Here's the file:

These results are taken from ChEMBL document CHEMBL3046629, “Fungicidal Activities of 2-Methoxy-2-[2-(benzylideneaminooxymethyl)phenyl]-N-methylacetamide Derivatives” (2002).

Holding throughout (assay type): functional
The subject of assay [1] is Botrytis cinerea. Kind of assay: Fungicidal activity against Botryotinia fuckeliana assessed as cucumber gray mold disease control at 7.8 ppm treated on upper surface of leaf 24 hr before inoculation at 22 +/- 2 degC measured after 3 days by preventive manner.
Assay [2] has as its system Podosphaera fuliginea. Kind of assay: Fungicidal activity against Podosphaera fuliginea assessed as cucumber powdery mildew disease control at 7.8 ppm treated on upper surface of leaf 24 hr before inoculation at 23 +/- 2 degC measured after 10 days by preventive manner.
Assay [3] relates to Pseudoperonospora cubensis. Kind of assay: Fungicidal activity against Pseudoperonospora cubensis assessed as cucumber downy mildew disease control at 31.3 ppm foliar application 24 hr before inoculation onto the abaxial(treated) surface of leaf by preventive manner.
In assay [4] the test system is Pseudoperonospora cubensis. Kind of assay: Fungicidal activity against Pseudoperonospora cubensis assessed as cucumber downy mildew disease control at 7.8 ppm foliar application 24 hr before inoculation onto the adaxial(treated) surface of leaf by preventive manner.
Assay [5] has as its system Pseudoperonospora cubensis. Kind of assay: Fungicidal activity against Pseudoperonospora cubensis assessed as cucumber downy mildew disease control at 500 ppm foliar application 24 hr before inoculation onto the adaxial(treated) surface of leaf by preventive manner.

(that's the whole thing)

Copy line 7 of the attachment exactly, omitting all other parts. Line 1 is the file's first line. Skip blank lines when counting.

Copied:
Assay [5] has as its system Pseudoperonospora cubensis. Kind of assay: Fungicidal activity against Pseudoperonospora cubensis assessed as cucumber downy mildew disease control at 500 ppm foliar application 24 hr before inoculation onto the adaxial(treated) surface of leaf by preventive manner.